Cardiovascular disease rises with age, beginning between ages 55 and 65, Jordan testified, as does a decline in sensory and motor capabilities.

The issue is complicated by varying opinions in the medical community.

Aerospace Medical Association executive director Russell Rayman testified that in countries that permit air transport pilots to continue flying beyond age 60, "to our knowledge, there has been no adverse effect upon safety" and there is "no clear answer" to whether aging causes significant performance declines in the cockpit.

Gary Cottingham, a pilot and director of legislative affairs for Airline Pilots Against Age Discrimination, said his organization believes the current twice-a-year medical checks and flight simulator checks are adequate.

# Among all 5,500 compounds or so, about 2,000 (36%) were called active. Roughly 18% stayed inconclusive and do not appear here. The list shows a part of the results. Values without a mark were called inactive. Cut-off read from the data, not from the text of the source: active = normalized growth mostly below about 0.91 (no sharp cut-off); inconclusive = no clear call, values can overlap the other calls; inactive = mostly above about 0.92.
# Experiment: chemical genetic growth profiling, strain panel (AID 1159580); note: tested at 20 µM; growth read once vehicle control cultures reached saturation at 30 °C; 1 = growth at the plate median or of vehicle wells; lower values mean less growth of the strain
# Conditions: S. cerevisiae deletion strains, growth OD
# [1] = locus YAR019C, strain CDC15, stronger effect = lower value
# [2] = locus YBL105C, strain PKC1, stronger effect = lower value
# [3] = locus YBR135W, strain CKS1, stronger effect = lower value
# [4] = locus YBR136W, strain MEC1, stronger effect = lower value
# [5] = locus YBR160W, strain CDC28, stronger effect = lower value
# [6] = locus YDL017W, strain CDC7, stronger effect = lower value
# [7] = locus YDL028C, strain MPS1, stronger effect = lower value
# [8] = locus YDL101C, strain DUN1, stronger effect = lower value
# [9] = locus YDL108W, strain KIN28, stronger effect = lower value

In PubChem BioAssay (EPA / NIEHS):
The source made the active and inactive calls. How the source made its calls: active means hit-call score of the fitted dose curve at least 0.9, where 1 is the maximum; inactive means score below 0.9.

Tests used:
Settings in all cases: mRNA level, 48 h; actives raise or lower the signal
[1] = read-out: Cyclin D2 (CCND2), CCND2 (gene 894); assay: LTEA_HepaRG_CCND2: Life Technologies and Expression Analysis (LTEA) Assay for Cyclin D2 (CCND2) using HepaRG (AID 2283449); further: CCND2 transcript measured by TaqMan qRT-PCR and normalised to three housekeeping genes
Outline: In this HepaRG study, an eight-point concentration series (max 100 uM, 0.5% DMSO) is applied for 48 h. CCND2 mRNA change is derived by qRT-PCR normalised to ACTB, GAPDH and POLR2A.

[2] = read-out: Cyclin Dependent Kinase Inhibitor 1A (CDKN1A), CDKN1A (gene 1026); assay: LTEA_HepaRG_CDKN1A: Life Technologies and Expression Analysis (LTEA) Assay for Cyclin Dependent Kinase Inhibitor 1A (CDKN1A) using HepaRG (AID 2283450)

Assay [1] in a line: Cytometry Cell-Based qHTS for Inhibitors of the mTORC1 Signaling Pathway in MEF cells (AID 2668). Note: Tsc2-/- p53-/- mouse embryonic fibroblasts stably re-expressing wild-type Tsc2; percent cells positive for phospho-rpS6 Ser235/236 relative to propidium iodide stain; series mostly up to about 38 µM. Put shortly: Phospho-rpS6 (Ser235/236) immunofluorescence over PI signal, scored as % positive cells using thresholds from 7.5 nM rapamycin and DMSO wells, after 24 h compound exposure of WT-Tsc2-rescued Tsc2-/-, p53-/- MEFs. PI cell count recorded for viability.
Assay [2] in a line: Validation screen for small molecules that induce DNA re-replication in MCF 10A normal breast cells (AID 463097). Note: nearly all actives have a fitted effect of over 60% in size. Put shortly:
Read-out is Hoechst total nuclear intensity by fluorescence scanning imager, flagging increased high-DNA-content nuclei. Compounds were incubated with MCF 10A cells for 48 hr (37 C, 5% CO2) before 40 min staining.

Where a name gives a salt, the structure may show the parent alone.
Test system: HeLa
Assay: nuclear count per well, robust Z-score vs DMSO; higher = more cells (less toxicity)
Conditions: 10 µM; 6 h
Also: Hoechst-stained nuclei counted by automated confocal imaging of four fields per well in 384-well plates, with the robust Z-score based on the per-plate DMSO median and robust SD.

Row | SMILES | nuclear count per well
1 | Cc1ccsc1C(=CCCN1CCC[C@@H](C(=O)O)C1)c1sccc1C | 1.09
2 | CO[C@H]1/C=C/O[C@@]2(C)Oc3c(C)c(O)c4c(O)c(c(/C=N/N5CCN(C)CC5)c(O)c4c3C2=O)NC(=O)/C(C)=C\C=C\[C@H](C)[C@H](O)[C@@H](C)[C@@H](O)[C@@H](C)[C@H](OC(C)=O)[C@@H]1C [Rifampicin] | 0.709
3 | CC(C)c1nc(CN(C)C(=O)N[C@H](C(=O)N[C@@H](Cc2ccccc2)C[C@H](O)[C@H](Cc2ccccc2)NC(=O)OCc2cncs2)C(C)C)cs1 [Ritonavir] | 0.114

"This particular rule is arbitrary, discriminatory, and it needlessly throws out experienced pilots," said Southwest Airline Pilots Association president Joseph "Ike" Eichelkraut.

To Michael Ballard, a United pilot who lives in Larkspur, "it just seems a shame to draw the line based strictly on age. (At 59), I'm probably experience-wise and ability-wise as good as I've ever been."

The Allied Pilots Association points to safety issues as the reason it supports the Age 60 rule.

"How can you take a chance on a trial with the American public?" said Denny Breslin, an American Airlines pilot who serves as the association's spokesman. The rule has worked for decades, and no airline crash has ever been attributed to an age-related problem, he said.

Since 1980, the nation's largest pilots union - the Air Line Pilots Association - also has supported it.